Editor’s Note: The honorees of this year’s Economic Impact Awards are healers, innovators and givers. They embody what’s possible when talented, hard-working men and women come together to meet business and civic needs. The 2018 companies receiving top honors are a health care and hospice provider, a chiropractic clinic and a nonprofit that ministers to people who are homeless. I give a round of applause to the judges who took their time to read and score the nominations, a standing ovation to the 2018 winners and a heartfelt thanks to you, our readers, for supporting Springfield Business Journal for the past 38 years.
—Christine Temple, Features Editor
The Economic Impact Awards recognize businesses for their financial performance, growth, community involvement and overall impact on the Ozarks community. Economic Impact honors are awarded in four categories based on years in business, with a top honor based on judges’ scores. The winners are announced during an awards ceremony.
Judges took into account company revenues and answers to essay questions.
In addition, three individuals and three businesses are recognized for their contributions to business and the nonprofit community.
Economic Impact Awards Past Honorees
The local chapter of the National Alliance on Mental Illness moved; the newest clinic for Burrell Behavioral Health opened; and Prickly Cactus Coffee relocated.
Marc Thornsberry, a Senior Engineer at CJW, says he joined the company after working in the public sphere. He says CJW had a ton of experience working with the community, and putting their customer's and clients.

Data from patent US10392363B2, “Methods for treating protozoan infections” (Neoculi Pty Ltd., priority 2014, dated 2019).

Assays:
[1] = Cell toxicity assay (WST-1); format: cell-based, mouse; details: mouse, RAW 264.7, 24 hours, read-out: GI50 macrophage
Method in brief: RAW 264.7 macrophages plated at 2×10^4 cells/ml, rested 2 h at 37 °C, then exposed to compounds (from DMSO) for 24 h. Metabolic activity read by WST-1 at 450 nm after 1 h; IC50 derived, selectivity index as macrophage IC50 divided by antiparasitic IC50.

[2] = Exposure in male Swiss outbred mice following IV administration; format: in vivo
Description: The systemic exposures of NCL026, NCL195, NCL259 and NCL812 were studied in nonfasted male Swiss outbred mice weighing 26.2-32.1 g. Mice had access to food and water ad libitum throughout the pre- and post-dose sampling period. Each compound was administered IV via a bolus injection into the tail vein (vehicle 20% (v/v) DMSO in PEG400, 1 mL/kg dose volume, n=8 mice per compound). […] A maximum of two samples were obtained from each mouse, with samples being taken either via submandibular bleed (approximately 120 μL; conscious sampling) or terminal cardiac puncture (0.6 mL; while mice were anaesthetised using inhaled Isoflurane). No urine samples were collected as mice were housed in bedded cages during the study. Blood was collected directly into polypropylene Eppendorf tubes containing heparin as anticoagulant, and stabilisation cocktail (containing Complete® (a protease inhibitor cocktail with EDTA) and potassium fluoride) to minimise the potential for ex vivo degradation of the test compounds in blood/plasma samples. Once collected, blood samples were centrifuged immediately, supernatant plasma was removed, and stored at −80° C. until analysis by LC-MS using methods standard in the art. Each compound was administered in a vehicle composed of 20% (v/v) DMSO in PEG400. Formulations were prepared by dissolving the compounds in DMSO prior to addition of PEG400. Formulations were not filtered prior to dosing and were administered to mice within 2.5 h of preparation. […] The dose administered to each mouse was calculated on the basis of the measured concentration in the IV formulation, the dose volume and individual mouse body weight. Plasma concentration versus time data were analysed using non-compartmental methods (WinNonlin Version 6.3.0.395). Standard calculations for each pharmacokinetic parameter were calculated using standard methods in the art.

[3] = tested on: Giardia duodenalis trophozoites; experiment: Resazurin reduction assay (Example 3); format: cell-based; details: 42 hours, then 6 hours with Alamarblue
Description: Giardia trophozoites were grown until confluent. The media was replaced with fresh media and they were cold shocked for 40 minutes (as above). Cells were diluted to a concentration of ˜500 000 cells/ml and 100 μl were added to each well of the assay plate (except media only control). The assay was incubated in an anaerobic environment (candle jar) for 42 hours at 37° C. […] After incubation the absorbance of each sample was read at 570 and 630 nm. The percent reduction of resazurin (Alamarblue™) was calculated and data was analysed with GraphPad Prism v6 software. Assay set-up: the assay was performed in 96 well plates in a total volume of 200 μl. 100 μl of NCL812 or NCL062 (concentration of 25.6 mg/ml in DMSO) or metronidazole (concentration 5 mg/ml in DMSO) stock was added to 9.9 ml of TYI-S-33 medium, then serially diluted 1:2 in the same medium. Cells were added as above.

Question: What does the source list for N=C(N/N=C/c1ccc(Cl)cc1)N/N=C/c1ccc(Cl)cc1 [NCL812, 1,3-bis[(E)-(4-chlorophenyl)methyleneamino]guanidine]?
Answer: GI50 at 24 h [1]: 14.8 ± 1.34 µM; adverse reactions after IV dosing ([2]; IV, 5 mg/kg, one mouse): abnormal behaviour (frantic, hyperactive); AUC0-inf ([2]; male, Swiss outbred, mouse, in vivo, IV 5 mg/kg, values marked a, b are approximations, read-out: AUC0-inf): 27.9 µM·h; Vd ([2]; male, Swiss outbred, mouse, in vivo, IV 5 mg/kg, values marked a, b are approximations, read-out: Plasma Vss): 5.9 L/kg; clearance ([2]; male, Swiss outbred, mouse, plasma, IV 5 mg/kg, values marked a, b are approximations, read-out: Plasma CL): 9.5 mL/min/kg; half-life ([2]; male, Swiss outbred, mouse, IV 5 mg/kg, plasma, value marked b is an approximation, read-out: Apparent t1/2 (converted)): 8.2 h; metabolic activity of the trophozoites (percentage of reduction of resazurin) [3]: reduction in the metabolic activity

Sandra Smart, a technology and commercialization specialist, shares helpful advice and cautionary tips about the importance of tracking cash flow for new or established businesses. Smart works with tech entrepreneurs and hosts training workshops through the Missouri SBDC at Missouri State University's efactory.
Michael Smith and Chris Sawyer, COO and CEO of Next Level Solutions respectively, discuss how they keep their remote teams and offices in and out of country on the same page. Next Level Solutions was ranked #1 in the Springfield Business Journal's 2021 Dynamic Dozen.
John Oke-Thomas, architect and co-founder of minorities in business, responds to the accusation that minority businesses are only successful because of the priority they have received in lending. He says that if a business uses a loan well, it shows their worth.
Sandra Smart, a technology and commercialization specialist, shares tips for entrepreneurs who are ready to seek funding. Some of her tips apply broadly; some target technology industry businesses. Smart works with tech entrepreneurs and startups, and hosts training workshops through the Missouri SBDC at Missouri State University's efactory.
Hollie Elliott discusses common misconceptions about locating your business in a small town. She says that there are a lot of benefits that people may not consider.
Drawing on his own experience dynamically evolving his company and business model, Jim Meinsen discusses when and how you might need to draw on new technology. Jim and Debbie Meinsen are co-owners of TCI Graphics in Springfield.
John Oke-Thomas, longtime Springfield architect, discusses his philosophy on architecture. He says that future historians will be focused on the sustainability of our contemporary architecture.
Erin Hedlun, director of marketing and communications at Evangel University, says compassion is an important job skill. Hedlun says it is a component of what makes a leader.
Rachel Barks, owner of Artistree Pottery, talks about the concepting that went behind the aesthetic of the business.